It is possible to use any

number of characters '/' as a delimiter in path instead of one traditional '/'. For

example,

strings //usr///local//nginx/sbin// and /usr/local/nginx///sbi

n are equivalent. The character '/' (or some sequence of such characters) at the

end of the path is required only in case of the path to the root directory, which can be

represented as single character '/'.

A path called normalized if it contains the smallest possible number of

characters '/'.

Your task is to transform a given path to the normalized form.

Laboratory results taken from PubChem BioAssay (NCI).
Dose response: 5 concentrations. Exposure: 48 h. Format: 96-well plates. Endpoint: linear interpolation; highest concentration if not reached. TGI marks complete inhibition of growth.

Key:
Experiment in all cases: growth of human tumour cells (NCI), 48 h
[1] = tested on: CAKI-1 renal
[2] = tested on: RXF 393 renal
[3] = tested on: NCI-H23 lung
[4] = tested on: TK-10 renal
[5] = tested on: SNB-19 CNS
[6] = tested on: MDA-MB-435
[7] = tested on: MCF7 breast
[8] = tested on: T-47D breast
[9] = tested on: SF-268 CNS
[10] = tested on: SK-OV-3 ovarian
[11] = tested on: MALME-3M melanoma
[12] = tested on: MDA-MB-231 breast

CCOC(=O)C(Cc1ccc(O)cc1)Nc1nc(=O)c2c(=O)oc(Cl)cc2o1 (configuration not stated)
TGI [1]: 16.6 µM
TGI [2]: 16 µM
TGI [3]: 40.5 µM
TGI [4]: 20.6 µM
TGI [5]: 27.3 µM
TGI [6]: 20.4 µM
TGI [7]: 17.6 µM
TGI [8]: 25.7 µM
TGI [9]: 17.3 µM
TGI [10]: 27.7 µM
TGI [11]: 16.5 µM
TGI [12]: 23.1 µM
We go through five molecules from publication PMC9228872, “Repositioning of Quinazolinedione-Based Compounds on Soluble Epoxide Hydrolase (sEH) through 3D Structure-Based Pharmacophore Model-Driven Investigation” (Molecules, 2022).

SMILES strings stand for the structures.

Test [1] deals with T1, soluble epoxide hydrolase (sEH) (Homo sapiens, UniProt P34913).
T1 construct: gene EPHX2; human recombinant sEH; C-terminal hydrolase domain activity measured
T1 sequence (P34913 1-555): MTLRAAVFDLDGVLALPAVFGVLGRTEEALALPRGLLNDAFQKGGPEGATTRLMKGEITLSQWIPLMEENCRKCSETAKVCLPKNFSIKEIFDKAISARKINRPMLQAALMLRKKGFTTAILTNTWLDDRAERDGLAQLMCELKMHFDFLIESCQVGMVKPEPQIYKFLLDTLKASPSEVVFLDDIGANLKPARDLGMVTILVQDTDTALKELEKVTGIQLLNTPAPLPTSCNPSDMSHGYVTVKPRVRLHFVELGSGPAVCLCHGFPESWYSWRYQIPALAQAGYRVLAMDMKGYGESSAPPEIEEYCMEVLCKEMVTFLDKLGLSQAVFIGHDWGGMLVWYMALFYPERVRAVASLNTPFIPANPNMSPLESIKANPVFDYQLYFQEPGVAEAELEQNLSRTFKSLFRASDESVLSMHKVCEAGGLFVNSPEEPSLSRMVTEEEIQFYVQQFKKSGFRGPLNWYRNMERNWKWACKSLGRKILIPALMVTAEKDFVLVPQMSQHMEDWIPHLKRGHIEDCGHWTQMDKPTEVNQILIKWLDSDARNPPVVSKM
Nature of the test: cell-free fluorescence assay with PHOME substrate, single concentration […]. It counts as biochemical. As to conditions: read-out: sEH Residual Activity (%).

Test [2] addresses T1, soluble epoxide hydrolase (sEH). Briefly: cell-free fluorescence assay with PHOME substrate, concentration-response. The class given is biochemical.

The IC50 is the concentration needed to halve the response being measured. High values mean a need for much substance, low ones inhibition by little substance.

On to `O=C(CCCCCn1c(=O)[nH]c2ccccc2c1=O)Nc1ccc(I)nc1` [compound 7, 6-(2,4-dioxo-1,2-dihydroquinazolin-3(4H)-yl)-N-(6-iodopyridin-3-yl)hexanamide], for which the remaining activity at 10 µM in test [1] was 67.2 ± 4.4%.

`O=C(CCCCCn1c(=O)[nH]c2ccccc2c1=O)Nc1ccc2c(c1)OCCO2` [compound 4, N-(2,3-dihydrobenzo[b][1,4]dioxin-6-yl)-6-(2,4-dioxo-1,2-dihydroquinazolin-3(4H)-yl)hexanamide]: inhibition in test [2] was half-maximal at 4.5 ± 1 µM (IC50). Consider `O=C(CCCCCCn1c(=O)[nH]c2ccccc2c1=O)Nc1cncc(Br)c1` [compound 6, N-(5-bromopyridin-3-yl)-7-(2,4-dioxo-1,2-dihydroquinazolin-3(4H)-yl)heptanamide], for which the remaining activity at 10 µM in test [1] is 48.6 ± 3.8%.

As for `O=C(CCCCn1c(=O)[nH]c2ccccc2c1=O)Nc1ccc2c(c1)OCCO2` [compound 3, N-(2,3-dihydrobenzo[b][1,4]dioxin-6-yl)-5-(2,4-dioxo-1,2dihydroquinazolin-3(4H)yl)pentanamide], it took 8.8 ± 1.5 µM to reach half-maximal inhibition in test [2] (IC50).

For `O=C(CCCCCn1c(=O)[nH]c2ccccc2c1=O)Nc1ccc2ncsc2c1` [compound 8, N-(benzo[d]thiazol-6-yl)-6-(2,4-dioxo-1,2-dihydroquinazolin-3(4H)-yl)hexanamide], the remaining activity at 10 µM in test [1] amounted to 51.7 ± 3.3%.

Sample Input

//usr///local//nginx/sbin

Sample Output

/usr/local/nginx/sbin

We don't do your assignments for you - read the stickies at the top of the forum.

Write some code, if you have questions, post the code, be direct in what you're having problems with.

It is possible to use any number of characters '/' as a delimiter in path instead of one traditional '/'. FIt is possible to use any

No. When in doubt test it in a command prompt. MS-Windows accepts only a single / character immediately before each folder name.

AD - you're being too M$-centric.

DOS/Windows use backslash - \

The OP refers to forward slashes / or // or ///, which in Unix/Linux are treated as single slash, so the Google tells me.

AD - you're being too M$-centric.

LOL You're right :)